While SQ fluid administration is considered one of the most effective ways of managing feline kidney disease, two factors influenced my decision.

The first was that TT’s initial diagnosis had placed her in stage 2 kidney disease. The second was that I believed that the stress caused by the SQ fluid administration would outweigh any benefits that could be received from the SQ fluid administration sessions themselves.
That being said, if TT’s test results had placed her in danger of stage 3 kidney disease, I would have chosen to put her through the SQ fluid therapy sessions.

The results of TT’s blood tests and the supplements and medicine administered to her are as follows:


| 2019 ~ 2020

  • Supplements: Kremezin, Azodyl, Omega-3, Complivit
  • Cat Food: Royal Canin Renal Feline Dry and Hill’s Prescription Diet K/D Cat Food, forcibly fed 3 times a day
  • Treats: Small amounts of chicken purée cat treats provided only during hospital visits or for specific purposes, such as to entice TT into taking her medicine
  • Cat Litter: Transitioned from tofu-based litter to bentonite-based litter


The greatest hurdle at this specific period of time was TT’s persistent lack of appetite.
Prior to her kidney disease, TT was on a diet of grain-free and high-protein (minimum 40% protein content) cat food. After her diagnosis, she was given prescription cat food that did not taste as good as her original cat food. This, combined with her already diminished appetite from her kidney disease, only served to anger TT.
During this period, TT’s condition deteriorated to the point where she had to be taken to the animal hospital for SQ fluid administration two times. She had to be forcibly fed frequently. Her water intake also plummeted, and I had to make her drink water while I gave her her medicine.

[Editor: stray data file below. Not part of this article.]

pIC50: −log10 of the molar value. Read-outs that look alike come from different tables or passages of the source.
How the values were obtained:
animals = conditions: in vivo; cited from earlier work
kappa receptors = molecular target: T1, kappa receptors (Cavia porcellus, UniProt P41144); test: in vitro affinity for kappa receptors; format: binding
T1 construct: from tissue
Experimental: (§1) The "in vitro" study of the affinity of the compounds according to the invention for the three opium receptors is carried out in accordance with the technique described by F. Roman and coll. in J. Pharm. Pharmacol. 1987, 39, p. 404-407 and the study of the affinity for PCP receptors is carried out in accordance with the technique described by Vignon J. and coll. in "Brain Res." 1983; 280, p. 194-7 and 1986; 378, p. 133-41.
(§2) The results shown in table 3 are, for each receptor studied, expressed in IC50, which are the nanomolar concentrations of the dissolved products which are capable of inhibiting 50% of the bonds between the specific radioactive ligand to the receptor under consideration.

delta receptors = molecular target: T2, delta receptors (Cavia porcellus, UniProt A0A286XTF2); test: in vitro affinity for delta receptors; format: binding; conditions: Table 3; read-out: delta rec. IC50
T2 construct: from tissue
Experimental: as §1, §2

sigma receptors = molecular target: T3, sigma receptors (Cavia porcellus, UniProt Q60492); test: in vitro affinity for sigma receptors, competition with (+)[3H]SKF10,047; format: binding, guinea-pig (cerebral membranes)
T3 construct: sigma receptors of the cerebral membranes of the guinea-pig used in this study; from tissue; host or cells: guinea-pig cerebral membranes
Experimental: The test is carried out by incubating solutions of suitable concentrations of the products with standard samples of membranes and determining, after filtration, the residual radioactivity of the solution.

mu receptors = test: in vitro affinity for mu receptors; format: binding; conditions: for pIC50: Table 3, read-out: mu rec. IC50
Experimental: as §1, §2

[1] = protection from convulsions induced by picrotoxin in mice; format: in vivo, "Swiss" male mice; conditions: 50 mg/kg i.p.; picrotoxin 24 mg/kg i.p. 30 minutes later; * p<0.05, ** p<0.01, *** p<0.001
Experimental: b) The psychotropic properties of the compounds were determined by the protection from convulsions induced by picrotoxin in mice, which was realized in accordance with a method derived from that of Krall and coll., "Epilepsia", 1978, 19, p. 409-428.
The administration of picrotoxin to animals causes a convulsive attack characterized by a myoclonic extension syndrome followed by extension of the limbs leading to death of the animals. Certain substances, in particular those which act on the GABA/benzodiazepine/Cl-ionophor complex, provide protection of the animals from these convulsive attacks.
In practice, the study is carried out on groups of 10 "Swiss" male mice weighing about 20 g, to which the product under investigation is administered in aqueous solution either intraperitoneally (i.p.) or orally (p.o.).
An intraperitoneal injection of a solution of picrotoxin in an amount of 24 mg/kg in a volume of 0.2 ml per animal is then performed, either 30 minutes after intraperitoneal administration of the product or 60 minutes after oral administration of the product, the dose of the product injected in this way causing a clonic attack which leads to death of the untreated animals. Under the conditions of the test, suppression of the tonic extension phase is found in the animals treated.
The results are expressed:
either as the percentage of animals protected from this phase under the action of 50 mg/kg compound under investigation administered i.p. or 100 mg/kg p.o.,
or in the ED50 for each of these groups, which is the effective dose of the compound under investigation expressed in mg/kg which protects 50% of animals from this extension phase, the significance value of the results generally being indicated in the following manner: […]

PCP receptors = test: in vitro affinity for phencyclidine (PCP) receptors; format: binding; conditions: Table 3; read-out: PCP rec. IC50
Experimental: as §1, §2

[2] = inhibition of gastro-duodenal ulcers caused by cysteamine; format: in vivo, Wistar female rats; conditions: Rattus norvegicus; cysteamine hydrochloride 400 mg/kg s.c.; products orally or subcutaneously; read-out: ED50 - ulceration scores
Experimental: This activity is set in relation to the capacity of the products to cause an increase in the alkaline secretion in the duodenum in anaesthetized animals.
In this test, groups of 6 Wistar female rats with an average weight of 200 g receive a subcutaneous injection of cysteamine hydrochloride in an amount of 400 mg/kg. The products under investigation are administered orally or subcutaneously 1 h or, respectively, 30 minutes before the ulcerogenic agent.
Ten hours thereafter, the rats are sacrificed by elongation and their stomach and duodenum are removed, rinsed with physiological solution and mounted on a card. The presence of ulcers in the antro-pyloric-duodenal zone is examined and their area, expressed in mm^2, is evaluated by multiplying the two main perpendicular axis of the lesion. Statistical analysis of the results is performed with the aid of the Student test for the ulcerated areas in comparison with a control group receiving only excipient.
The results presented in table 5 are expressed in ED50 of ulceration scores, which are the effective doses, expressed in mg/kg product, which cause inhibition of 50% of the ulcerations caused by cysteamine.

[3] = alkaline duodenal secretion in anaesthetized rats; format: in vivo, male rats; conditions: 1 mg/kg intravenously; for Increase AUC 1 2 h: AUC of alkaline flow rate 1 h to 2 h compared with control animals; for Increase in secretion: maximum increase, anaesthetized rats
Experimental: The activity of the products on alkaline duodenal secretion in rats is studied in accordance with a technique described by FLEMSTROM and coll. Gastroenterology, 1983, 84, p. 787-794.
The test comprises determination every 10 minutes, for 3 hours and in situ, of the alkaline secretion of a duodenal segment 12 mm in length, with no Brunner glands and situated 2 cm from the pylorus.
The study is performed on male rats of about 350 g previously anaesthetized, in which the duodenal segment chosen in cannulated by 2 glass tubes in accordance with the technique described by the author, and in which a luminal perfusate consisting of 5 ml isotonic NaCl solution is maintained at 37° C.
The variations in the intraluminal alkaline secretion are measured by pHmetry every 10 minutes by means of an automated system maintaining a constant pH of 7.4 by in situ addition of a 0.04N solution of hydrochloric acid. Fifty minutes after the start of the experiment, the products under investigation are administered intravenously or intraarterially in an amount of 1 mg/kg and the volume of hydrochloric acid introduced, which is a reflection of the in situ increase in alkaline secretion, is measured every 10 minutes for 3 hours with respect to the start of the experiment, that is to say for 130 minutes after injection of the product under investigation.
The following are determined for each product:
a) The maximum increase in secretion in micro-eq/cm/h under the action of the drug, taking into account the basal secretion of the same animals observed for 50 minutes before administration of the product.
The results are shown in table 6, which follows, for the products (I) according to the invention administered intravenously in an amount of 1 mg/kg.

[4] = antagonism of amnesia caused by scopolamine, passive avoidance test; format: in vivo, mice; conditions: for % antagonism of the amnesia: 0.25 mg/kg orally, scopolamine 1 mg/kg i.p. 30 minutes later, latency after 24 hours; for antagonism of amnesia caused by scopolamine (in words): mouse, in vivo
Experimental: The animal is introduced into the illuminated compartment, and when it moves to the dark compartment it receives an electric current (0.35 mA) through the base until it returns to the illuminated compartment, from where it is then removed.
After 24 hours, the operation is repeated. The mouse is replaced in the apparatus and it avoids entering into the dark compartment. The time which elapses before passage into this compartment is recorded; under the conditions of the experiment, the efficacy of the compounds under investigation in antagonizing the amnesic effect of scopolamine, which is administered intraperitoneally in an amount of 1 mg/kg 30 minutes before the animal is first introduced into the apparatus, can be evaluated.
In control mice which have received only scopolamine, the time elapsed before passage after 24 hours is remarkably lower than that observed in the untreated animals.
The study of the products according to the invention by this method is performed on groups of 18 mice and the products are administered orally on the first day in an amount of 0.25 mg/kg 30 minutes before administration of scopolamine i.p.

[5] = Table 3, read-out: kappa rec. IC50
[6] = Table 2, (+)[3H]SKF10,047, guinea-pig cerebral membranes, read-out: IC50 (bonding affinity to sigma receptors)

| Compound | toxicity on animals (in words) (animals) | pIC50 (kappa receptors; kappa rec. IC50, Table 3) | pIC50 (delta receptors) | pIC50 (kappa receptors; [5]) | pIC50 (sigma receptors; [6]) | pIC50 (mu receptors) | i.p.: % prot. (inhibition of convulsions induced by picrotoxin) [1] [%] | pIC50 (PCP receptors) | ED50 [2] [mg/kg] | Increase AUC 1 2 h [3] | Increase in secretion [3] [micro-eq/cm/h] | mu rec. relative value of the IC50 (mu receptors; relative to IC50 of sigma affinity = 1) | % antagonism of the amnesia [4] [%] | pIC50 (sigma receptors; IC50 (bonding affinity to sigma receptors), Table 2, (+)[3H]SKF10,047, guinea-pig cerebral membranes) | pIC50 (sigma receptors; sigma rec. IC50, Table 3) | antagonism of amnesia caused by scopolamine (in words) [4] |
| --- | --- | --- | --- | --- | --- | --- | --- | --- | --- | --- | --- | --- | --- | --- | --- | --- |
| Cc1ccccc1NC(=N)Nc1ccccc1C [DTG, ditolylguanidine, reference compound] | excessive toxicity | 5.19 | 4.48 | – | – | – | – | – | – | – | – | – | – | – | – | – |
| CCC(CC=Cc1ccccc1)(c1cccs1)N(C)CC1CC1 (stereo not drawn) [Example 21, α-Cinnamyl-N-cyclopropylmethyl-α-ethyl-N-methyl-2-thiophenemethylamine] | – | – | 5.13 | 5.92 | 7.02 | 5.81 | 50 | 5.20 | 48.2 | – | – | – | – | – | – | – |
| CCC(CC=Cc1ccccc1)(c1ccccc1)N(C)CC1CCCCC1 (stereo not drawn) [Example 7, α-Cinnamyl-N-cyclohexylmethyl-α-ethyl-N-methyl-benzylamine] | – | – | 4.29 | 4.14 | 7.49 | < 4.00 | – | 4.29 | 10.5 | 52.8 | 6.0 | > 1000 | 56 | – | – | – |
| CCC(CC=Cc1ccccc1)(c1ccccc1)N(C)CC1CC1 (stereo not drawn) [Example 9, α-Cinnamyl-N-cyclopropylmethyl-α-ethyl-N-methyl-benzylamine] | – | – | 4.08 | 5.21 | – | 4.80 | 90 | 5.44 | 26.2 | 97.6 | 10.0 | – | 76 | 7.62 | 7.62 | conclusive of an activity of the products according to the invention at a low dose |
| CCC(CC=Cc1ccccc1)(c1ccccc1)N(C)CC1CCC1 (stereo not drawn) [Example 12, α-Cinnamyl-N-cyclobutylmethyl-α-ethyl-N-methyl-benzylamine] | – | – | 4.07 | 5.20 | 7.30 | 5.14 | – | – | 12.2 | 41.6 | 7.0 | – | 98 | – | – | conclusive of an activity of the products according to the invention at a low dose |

As a result, TT did not experience drastic weight loss. However, she still continued to lose energy, and her coat of fur became rough.


| 2021

  • Supplements: Kremezin, Azodyl, Omega-3, Complivit
  • Cat Food: Royal Canin Renal Select Feline Dry, forcibly fed 3 times a day
  • Treats: Small amounts of chicken purée cat treats provided only during hospital visits or for specific purposes, such as to entice TT into taking her medicine

 


After 2 years of forced feeding sessions and experiments with various types of cat food, we were finally able to make some progress to the point where TT was willing to eat food by herself.
As TT was raised in a household with multiple other cats, TT would often desire the cat food provided to other cats. This called for a change in feeding plans, and TT would often have to be given her cat food away from the other cats.


| Early 2022

  • Supplements: Kremezin (half the original amount), Azodyl (half the original amount), AminAvast (2 capsules a day), Omega-3, probiotics
  • Cat Food: Royal Canin Renal Select, fed 2 times a day and forcibly fed 1 time a day
  • Treats: Small amounts of chicken purée cat treats provided only during hospital visits or for specific purposes, such as to entice TT into taking her medicine

 


Slowly but surely, TT’s appetite increased with each passing day.
She increasingly began to eat food of her own volition, reducing the need to forcibly feed her. On some days, she would even beg for more treats.
Though her water intake was still an issue that required direct intervention, there was no denying that much progress had been made, and that her willingness to feed herself was a cause for celebration.


| Late 2022

 

  • Supplements: Kremezin (twice a week), Azodyl (thrice a week), AminAvast (1 capsule a day), Dr. Toru Protocol AIM (administered prior to release for research purposes), Omega-3, probiotics
  • Cat Food: Royal Canin Renal Select and Royal Canin Indoor Adult Dry Cat Food
  • Treats: Small amounts of chicken purée cat treats provided only during hospital visits or for specific purposes, such as to entice TT into taking her medicine